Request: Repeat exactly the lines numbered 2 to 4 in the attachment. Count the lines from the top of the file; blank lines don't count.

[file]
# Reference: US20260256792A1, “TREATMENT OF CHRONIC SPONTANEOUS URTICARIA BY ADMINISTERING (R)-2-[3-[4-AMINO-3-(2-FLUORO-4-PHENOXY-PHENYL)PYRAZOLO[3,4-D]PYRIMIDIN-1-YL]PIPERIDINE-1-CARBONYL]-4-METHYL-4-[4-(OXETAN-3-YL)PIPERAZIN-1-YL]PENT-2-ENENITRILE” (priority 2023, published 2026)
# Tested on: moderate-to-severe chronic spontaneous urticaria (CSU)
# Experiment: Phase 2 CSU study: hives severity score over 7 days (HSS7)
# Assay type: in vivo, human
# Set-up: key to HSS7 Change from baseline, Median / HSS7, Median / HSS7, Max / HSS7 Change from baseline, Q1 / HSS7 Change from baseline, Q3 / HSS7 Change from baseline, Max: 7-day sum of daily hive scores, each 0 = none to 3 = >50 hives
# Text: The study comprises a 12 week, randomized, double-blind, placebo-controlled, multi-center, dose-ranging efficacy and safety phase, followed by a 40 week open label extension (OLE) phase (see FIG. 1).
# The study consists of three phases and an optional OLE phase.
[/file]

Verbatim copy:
# Tested on: moderate-to-severe chronic spontaneous urticaria (CSU)
# Experiment: Phase 2 CSU study: hives severity score over 7 days (HSS7)
# Assay type: in vivo, human